ATLANTA SCHOOL BOARD SUPERINTENDENT - MERIA CARSTARPHEN

APS Advances Strategy for Transformation

When I unveiled the APS Turnaround Strategy during the State of the District last October, I explained that because of the longstanding, multi-generational educational needs of our students and a looming, high-stakes potential takeover Opportunity School District, we did not have time to waste. I also expressed that we would move with deliberate speed in a way that would not always be popular or comfortable, but always essential or even critical.
We’ve been working on transforming APS for months: the Day One: Be There attendance campaign, our remediation and enrichment initiative for students affected by CRCT cheating, the launch of a college-access and scholarship partnership with Achieve Atlanta, and the establishment of a College and Career Academy with Atlanta Technical College to name a few. We have embraced a Charter System District model and cluster planning that will mean investments in signature programs for each cluster that creates pathways from kindergarten to graduation.
But we have to do more … because we are a district performing far below the potential of our kids.
Being only weeks into the implementation of our Turnaround Strategy (I invite you to go here to learn more about it), I already have much to report. In addition to the acceleration of the roll-out of social and emotional learning in schools, we have made progress in recruiting turnaround principals and teachers, and providing targeted professional learning for teachers. We are also launching high-impact tutoring in targeted schools immediately as well as a Spring Break Academy this April.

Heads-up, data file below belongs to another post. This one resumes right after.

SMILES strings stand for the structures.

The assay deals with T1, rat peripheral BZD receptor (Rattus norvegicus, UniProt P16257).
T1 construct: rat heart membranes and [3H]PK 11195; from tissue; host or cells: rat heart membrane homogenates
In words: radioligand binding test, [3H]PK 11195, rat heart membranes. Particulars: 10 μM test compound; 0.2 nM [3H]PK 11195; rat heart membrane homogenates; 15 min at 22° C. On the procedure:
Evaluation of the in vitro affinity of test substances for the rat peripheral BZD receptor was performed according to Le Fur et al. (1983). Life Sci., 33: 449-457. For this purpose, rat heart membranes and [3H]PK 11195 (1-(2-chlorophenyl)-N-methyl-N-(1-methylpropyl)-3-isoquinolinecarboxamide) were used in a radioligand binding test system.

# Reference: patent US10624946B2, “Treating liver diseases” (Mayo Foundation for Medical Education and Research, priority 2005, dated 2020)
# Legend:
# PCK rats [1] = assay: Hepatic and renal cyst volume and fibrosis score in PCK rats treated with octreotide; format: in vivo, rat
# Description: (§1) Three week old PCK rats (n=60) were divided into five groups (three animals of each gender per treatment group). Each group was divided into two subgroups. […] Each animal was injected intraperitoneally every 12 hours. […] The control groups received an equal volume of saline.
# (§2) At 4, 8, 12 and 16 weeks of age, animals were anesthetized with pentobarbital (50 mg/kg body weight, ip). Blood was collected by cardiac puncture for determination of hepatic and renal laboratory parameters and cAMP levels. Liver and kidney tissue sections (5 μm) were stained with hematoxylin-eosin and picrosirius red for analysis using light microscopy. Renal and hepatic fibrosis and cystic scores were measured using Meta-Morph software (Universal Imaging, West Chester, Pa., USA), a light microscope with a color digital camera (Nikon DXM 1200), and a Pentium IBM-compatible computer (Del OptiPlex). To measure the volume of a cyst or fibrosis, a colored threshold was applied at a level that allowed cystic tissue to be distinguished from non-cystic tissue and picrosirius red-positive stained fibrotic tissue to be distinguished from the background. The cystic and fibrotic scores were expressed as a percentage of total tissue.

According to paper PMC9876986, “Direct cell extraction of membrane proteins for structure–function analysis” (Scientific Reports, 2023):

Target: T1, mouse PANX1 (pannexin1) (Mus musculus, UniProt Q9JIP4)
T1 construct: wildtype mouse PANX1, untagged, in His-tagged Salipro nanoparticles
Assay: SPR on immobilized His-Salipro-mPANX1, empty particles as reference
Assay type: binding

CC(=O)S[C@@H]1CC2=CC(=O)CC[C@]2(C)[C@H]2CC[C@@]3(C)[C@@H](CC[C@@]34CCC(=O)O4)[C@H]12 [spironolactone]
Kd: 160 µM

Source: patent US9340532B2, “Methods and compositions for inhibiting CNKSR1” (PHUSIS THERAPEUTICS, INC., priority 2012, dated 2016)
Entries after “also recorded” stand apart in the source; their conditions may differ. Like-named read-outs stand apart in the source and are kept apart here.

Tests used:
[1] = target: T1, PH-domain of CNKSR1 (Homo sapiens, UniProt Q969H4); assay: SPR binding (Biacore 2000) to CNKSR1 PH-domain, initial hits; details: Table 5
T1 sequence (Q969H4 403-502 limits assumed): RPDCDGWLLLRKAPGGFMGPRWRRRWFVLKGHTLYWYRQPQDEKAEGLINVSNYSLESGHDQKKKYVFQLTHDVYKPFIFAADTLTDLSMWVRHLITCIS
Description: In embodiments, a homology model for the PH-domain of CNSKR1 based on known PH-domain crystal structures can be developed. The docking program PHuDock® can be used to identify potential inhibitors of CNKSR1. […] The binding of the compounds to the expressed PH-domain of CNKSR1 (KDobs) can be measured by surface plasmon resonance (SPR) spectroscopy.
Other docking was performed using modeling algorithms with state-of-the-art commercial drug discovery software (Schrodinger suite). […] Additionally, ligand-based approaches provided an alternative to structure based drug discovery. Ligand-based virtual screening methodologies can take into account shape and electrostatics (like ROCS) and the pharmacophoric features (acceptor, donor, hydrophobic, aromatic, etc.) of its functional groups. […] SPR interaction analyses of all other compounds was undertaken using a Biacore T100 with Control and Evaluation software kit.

Last semester, we announced a Request for Qualifications (RFQ) to solicit interested and qualified education partners who can provide turnaround services, intervention, and supports to dramatically improve student achievement in the short and long term.
At the Feb. 1 meeting of the Atlanta Board of Education, we will present three potential education partners who emerged as finalists to support turnaround work. The Rensselaerville Institute’s School Turnaround program, a nonprofit leadership development initiative designed to assist principals to achieve rapid improvement at low-achieving schools, submitted a proposal to support schools and leaders across the district. The other partners are non-profit organizations with track records of strong student achievement and have submitted proposals to work with schools in the Carver Cluster.
Purpose Built Schools, an arm of Purpose Built Communities and a partner organization with Charles R. Drew Charter School, has proposed to operate Thomasville Heights and Slater elementary schools, Price Middle School and Carver High School. The Kindezi Schools, which runs two successful charter schools in Atlanta, has offered to operate Gideons Elementary School. While both organizations are current charter operators, APS, through this RFQ process, is only considering partnerships that would involve Kindezi and/or Purpose Built Schools serving neighborhood schools with traditional attendance boundaries, not charter schools.
We will spend the next five weeks exploring the big ideas proposed by these partners, and we will do so through community meetings and open houses.
But there are other changes that must occur in the near future and this involves the operating models of some schools in our district. Let me stress first: We do not take the matter of operating model changes lightly. Therefore, we conducted a thorough analysis that considered:
We filtered all considerations through the guiding principles of our Turnaround Strategy. And as a result, I will recommend the following plan to the Atlanta Board of Education on Monday, Feb. 1, for action at its March 7 meeting: